Photo: Anne Wermiel
Much anguished ink has been spilled on the mall-ification of Harvard Square, as many quirky veteran restaurants have given way to unremarkable national chain outlets. But things aren’t all dire: some interesting, worthy venues have opened lately, from upscale gastropub Russell House Tavern to tiny bar-with-interesting-food Tory Row, with modest Indian, Korean, vegan, and other options on the way.
|Falafel Corner | 8 ½ Eliot Street, Cambridge | Monday–Saturday, 11 am–3 am, Sunday, 11 am–midnight.| 617.441.8888. |
Into this camp falls Falafel Corner, an Egyptian-owned shwarma-and-kebab joint that keeps some much-needed late hours and manages to trump the typical collegiate take-out mill with some real care in its food.
Given the paucity of quality, value-priced alternatives nearby, Falafel Corner could probably survive on the generous size of its pita wraps, salads, and plates. But its mostly Syrian/Lebanese dishes are fresh and flavorful, served with above-average tahini and a fiery house-made hot sauce reminiscent of Turkish ajvar. Vegetarian standouts include Egyptian-leaning foul medammas ($2.99/side; $4.25/wrap; $5.75/plate), which are stewed dried favas piquant with pomegranate and lemon; baba ghanouj ($2.99; $4.49; $5.75) with a lovely smoky quality; and tabouleh ($2.99; $4.49; $5.75) that is vibrant green to both eye and palate. Ironically, the namesake falafel ($2.99; $4.49; $5.75) of chickpeas and favas is underwhelming, its crisp, sesame-studded exterior giving way to a chalky, dull interior. But grilled-to-order kebabs are worth the wait, notably well-spiced ground-beef kafta ($5.45/wrap; $6.99/plate) and yogurt-marinated salmon ($6.45; $7.99). And the authentic shwarma — slabs of marinated chicken or lamb stacked and broiled on a vertical rotisserie, crisp outside and moist inside, sliced off into pieces — is phenomenal. The lamb ($5.45; $6.99) is especially good; its unusually large chunks show clear layers of different doneness: gorgeous, slightly chewy, beautifully flavored.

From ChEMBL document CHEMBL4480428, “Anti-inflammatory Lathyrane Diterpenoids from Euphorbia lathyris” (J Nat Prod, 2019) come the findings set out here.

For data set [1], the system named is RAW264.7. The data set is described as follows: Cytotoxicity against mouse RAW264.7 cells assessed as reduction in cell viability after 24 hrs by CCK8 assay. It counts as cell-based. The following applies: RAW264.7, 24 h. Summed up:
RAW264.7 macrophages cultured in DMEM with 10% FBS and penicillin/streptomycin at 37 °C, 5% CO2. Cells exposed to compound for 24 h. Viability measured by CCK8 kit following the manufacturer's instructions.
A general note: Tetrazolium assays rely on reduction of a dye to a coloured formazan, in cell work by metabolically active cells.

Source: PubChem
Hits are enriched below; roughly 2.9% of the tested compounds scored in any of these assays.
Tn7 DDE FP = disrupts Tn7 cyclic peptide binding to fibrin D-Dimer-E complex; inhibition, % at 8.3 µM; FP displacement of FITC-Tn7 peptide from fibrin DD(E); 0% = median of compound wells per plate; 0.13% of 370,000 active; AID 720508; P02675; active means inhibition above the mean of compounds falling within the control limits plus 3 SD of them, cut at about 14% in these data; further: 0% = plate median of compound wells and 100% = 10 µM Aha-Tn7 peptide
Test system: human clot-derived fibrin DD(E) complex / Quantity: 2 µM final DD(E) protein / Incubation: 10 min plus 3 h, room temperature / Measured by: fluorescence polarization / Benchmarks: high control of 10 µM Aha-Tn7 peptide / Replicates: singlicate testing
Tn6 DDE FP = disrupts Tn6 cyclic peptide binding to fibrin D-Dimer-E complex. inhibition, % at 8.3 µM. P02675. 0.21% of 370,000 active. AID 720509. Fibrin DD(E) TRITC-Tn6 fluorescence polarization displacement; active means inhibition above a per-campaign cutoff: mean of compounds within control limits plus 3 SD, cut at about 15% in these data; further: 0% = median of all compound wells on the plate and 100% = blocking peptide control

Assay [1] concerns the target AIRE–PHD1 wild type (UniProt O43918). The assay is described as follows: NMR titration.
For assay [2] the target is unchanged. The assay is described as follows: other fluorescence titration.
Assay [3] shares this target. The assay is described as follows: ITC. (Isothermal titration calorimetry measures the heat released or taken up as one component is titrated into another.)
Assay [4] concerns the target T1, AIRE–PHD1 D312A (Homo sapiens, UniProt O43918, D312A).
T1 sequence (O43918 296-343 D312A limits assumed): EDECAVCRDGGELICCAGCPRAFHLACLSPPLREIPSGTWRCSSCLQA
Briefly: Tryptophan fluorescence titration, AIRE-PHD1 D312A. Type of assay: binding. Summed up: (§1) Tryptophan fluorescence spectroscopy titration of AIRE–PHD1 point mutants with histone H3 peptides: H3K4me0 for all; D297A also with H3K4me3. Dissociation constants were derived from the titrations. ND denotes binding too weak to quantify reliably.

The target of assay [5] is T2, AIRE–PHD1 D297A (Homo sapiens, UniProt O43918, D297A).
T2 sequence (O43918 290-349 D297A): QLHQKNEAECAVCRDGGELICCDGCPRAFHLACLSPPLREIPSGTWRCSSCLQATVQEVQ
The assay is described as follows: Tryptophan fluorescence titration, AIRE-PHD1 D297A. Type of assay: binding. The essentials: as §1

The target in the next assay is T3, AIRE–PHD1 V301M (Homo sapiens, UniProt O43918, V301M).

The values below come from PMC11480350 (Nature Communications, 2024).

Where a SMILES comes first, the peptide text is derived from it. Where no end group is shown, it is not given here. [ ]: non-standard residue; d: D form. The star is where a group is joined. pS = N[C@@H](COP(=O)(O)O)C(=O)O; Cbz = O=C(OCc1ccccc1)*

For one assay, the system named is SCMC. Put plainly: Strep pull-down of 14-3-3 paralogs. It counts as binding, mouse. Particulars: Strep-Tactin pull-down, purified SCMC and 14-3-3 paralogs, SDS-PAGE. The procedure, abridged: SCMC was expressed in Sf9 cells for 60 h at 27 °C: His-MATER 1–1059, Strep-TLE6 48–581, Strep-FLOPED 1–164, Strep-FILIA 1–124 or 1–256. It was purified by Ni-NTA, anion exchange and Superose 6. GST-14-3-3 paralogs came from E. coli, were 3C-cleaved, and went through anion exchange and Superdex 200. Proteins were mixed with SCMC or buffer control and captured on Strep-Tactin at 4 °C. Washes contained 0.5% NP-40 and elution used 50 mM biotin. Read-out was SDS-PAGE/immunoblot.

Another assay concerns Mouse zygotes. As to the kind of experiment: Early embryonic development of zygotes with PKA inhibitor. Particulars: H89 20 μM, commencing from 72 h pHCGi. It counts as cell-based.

Beverage options are limited to sodas and juices ($1.25–$2) and good Turkish coffee or tea ($1.49), both strong and cardamom-flavored. The five dessert pastries ($1.49) are mostly phyllo-based, extremely sweet with honey, flavored with crushed nuts, and mainly distinguishable by texture: some more cakey, some more flaky. The odd split-level layout is awkward to navigate; you must hazard a staircase to order topside, wait on the landing, then take out or sit at one of 14 seats downstairs. But for budget-conscious students, discriminating vegetarians, or cabbies seeking a halal meal in the wee hours, Falafel Corner is a welcome haven, a hopeful sign of recovery in a neighborhood that can always use more soulful, independent restaurants.